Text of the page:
Job Description


The PDP Coordinator is “responsible, in cooperation with appropriate federal and state agencies, for developing and implementing a statewide training program for appropriate field office personnel. Such personnel were defined as including employees of the Extension Service, Soil Conservation Service (now NRCS), and other appropriate Department of Agriculture personnel, as determined by the Secretary, whose activities involve the provision of agricultural production and conservation information to agricultural producers.”

1.   What are some general expectations from the State PDP Coordinators?

Day-to-day activities to fulfill the duties of the state PDP Coordinator would likely include these main areas:

a)   Training program development and delivery;

b)   Promotion, networking, and coordination, especially of SARE-related activities;

c)   Communication, reporting, and evaluation.

2.  What are specific ideas to meet these expectations?

Guidance and ideas for suggested activities and work elements in these three areas may include, but are not limited to, the following. State PDP coordinators may modify or add to this list to meet their specific local needs. Setting priorities and activities should be guided by planning and coordination that takes into account appropriate agencies and interested parties within the state.

A. Training Program Development and Delivery:

1.   Provide annual sustainable agriculture training and educational program opportunities for all new appropriate field office personnel;

2.   Develop and implement updated sustainable agriculture training and education opportunities for current staff.

Additional related opportunities for consideration:

3.   Maintain a listing of state producer grant cooperators and involve them and other farmers and ranchers in sustainable agriculture training and education;

4.   Develop and/or partner with NGOs or farmer organizations in offering farms tours and field days.

B.   Promotion, Networking, and Coordination:

1.   Promote within the state the availability of SARE Chapter 1, PDP, producer grant, and other funding opportunities;

2.   Promote regional SARE program activities and opportunities;

3.   Promote the availability of Sustainable Agriculture Network (SAN) educational materials and services, as well as those of ATTRA, NGOs, and the state FACs, through conferences, field days, and workshops;

4.   Seek input annually from and coordinate regularly with NRCS and FSA personnel about sustainable agriculture training needs and shared educational program opportunities.

Additional related opportunities for consideration:

5.   Promote on-farm research and demonstration projects and programs;

6.   Offer National SARE Outreach as well as AFSIC, ATTRA, the National Agroforestry Center, FSA, NRCS, and Risk Management Agency educational materials (books, brochures, etc.) through the Extension system or other in-state networks.

C.  Communication, Reporting, and Evaluations:

1.   Develop and submit timely reports of state sustainable agriculture programs, impacts, and activities to the required regional PDP SARE program contact;

2.   Submit documentation forms and develop ongoing evaluation of sustainable agriculture training programs to regional SARE PDP coordinator;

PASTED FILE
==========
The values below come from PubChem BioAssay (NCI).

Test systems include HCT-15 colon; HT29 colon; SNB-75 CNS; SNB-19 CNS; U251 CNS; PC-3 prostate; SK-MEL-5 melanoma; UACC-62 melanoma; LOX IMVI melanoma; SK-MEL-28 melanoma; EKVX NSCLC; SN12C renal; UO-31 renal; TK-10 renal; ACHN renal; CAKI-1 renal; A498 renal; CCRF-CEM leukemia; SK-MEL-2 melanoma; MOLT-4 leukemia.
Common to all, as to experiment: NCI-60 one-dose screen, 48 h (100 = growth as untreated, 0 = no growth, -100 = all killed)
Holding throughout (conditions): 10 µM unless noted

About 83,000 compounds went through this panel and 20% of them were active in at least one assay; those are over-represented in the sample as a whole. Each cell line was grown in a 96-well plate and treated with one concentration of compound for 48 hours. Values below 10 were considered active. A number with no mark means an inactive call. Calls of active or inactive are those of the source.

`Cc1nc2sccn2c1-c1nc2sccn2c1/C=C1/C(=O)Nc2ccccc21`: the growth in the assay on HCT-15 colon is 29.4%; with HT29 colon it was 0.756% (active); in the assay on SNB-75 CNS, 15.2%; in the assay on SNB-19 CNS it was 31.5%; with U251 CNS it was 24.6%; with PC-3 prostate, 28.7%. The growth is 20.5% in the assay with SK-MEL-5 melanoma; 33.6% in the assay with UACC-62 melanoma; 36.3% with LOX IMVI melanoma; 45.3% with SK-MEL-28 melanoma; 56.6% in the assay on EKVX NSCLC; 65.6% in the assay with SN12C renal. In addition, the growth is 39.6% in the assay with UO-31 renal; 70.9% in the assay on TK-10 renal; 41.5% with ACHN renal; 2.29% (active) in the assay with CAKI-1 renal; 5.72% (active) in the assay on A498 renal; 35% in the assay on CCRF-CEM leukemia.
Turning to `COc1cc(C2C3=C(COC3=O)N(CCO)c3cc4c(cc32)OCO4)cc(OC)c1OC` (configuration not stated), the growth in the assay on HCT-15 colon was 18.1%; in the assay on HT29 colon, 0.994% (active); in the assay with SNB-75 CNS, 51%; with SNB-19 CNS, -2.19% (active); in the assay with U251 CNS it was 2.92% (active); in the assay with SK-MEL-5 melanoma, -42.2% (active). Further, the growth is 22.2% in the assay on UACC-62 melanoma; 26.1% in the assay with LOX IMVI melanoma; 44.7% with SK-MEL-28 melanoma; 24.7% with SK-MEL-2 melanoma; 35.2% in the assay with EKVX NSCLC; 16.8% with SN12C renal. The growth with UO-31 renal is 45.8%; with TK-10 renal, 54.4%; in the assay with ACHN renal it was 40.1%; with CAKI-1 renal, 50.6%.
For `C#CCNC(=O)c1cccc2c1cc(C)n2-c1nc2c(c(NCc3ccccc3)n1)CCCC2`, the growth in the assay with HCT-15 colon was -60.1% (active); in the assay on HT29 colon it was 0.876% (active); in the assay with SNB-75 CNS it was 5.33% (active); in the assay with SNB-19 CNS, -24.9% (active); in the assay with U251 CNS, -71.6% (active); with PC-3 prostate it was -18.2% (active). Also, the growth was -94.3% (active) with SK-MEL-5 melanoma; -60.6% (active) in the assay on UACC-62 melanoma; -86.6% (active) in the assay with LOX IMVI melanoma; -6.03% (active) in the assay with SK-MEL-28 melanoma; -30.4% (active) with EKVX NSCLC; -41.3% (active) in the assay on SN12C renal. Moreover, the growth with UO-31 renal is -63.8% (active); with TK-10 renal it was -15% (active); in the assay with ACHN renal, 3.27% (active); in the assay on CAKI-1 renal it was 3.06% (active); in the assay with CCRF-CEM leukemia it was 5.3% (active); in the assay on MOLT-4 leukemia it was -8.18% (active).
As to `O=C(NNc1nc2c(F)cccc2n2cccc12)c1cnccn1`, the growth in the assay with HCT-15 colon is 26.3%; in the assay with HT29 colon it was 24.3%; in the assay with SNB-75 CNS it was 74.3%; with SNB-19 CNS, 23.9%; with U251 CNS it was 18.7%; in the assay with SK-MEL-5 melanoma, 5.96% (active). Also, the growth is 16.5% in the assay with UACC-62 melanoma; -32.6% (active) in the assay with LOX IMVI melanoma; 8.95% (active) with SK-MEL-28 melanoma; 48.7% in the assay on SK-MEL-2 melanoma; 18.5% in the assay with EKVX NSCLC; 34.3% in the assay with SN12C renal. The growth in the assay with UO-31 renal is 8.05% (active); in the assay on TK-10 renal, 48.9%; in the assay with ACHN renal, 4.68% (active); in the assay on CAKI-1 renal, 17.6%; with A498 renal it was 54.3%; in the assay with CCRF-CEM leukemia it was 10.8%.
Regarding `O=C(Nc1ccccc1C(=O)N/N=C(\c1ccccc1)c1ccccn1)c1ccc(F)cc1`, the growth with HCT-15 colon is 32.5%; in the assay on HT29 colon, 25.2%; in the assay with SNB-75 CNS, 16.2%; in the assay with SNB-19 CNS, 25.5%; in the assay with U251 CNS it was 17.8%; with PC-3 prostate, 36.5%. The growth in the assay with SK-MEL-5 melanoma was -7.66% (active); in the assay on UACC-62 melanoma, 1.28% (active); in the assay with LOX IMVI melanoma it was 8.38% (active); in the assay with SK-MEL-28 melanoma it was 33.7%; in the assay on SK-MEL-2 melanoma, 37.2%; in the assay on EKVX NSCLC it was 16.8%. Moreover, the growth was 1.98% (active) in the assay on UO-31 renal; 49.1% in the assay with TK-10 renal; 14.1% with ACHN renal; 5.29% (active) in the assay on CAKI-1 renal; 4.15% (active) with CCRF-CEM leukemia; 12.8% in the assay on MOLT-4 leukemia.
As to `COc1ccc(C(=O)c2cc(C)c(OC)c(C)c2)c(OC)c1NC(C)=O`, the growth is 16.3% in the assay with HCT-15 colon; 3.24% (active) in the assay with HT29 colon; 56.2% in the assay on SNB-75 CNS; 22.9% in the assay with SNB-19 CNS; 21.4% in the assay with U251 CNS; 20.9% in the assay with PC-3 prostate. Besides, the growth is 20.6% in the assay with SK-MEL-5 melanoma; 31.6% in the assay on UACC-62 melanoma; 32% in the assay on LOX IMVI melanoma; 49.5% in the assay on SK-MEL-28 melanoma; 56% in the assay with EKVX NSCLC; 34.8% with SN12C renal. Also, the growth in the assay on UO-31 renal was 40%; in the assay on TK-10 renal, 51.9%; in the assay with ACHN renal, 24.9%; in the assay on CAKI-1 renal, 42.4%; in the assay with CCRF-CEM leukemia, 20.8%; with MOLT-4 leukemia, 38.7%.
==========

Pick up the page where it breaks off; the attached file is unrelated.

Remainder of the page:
3.   Inform SARE regional coordinators of changes in PDP state personnel or contacts; 

4.   Participate in regional PDP activities.

Additional related opportunities for consideration:

5.   Inform state Extension ANRprogram leaders or appropriate Extension administrators and Experiment Station Directors about SARE activities, materials, and activities;

6.   Participate in the PDP electronic mail group <[email protected]> to communicate with and respond to other state PDP representatives.

3.   What does the federal law suggest for PDP responsibilities?

Required training (Sec. 1629) in the National Training Program involves the following general areas:     

a)   Assistance in developing farmer-to-farmer information exchange networks;

b)   Coordination and publicizing sustainable agriculture farm tours and field days;

c)   Extension program planning involving extensive farmer input and feedback in the design of new and ongoing research endeavors related to sustainable agriculture;

d)   Technical assistance to farmers for strategies in making a transition to a more sustainable agriculture;

e)   Consultation and close work with NRCS and FSA in carrying out related programs;

f)   Developing and targeting areas highly susceptible to ground water contamination;

g)   Developing information sources related to crop diversification, alternative crops, on-farm food or commodity processing and on-farm energy generation;

h)   Establishing a well-water testing program;

i)    Providing specific information on water quality practices (BMPs), nutrient management practices, and whole-farm management systems.


The position of the State Extension Professional Development Coordinator (PDP) is a result of Public Law 101-624 (Nov. 28, 1990), or the 1990 “Farm Bill.” As part of the Sustainable Agriculture Research and Education (SARE) program (Subtitle B, 7 USC 1619), a National Training Program was established (Sec. 1629). The Secretary was directed to “designate an individual from the Cooperative Extension Service in each state to coordinate the National Training Program.” (Historically, states have generally appointed coordinators from each Land-Grant Institution.)